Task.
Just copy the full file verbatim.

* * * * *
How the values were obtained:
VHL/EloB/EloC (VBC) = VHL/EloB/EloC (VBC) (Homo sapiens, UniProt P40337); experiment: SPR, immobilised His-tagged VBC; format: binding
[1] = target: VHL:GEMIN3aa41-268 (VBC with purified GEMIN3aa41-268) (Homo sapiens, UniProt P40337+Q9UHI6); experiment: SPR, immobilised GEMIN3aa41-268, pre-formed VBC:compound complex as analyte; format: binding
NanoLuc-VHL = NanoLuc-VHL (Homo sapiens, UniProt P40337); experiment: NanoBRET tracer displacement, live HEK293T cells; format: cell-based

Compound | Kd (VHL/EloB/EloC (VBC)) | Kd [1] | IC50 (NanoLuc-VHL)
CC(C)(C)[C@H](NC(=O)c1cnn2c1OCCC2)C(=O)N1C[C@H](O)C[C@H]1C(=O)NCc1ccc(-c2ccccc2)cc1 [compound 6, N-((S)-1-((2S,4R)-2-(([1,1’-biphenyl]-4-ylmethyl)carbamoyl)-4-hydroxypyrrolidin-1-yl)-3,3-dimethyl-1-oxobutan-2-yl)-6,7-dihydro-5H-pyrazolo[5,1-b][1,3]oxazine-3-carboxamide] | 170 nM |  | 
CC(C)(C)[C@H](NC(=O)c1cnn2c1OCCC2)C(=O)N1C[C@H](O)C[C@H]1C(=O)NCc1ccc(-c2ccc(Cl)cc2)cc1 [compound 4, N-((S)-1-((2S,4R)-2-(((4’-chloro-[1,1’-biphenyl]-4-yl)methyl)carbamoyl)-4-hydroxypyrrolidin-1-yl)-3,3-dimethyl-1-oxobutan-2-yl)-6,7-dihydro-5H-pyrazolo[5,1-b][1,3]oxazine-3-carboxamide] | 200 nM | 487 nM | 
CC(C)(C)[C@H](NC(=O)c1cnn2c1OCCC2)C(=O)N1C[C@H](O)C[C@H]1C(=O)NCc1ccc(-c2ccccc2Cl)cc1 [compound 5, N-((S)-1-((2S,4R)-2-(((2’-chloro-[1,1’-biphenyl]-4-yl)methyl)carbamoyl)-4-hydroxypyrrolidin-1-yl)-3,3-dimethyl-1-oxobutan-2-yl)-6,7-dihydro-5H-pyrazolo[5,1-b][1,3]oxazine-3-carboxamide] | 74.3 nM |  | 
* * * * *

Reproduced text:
How the values were obtained:
VHL/EloB/EloC (VBC) = VHL/EloB/EloC (VBC) (Homo sapiens, UniProt P40337); experiment: SPR, immobilised His-tagged VBC; format: binding
[1] = target: VHL:GEMIN3aa41-268 (VBC with purified GEMIN3aa41-268) (Homo sapiens, UniProt P40337+Q9UHI6); experiment: SPR, immobilised GEMIN3aa41-268, pre-formed VBC:compound complex as analyte; format: binding
NanoLuc-VHL = NanoLuc-VHL (Homo sapiens, UniProt P40337); experiment: NanoBRET tracer displacement, live HEK293T cells; format: cell-based

Compound | Kd (VHL/EloB/EloC (VBC)) | Kd [1] | IC50 (NanoLuc-VHL)
CC(C)(C)[C@H](NC(=O)c1cnn2c1OCCC2)C(=O)N1C[C@H](O)C[C@H]1C(=O)NCc1ccc(-c2ccccc2)cc1 [compound 6, N-((S)-1-((2S,4R)-2-(([1,1’-biphenyl]-4-ylmethyl)carbamoyl)-4-hydroxypyrrolidin-1-yl)-3,3-dimethyl-1-oxobutan-2-yl)-6,7-dihydro-5H-pyrazolo[5,1-b][1,3]oxazine-3-carboxamide] | 170 nM |  | 
CC(C)(C)[C@H](NC(=O)c1cnn2c1OCCC2)C(=O)N1C[C@H](O)C[C@H]1C(=O)NCc1ccc(-c2ccc(Cl)cc2)cc1 [compound 4, N-((S)-1-((2S,4R)-2-(((4’-chloro-[1,1’-biphenyl]-4-yl)methyl)carbamoyl)-4-hydroxypyrrolidin-1-yl)-3,3-dimethyl-1-oxobutan-2-yl)-6,7-dihydro-5H-pyrazolo[5,1-b][1,3]oxazine-3-carboxamide] | 200 nM | 487 nM | 
CC(C)(C)[C@H](NC(=O)c1cnn2c1OCCC2)C(=O)N1C[C@H](O)C[C@H]1C(=O)NCc1ccc(-c2ccccc2Cl)cc1 [compound 5, N-((S)-1-((2S,4R)-2-(((2’-chloro-[1,1’-biphenyl]-4-yl)methyl)carbamoyl)-4-hydroxypyrrolidin-1-yl)-3,3-dimethyl-1-oxobutan-2-yl)-6,7-dihydro-5H-pyrazolo[5,1-b][1,3]oxazine-3-carboxamide] | 74.3 nM |  | 